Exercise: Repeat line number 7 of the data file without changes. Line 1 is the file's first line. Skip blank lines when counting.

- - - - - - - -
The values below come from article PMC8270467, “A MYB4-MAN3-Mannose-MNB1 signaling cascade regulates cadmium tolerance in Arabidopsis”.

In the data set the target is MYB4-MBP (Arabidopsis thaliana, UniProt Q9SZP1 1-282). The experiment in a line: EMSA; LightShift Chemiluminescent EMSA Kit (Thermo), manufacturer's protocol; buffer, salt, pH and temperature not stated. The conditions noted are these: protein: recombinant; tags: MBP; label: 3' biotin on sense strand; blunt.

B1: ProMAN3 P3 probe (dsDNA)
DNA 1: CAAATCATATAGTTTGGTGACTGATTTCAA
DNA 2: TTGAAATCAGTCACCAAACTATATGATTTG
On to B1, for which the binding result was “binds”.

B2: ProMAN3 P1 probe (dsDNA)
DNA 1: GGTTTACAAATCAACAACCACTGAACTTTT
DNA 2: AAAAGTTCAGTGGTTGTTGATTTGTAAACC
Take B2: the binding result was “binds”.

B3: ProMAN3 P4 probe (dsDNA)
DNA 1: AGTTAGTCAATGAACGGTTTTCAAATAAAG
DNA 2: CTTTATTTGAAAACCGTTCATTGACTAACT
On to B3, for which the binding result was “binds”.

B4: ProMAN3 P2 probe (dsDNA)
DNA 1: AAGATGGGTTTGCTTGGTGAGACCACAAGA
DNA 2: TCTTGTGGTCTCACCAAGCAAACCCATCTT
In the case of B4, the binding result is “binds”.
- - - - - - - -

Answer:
B2: ProMAN3 P1 probe (dsDNA)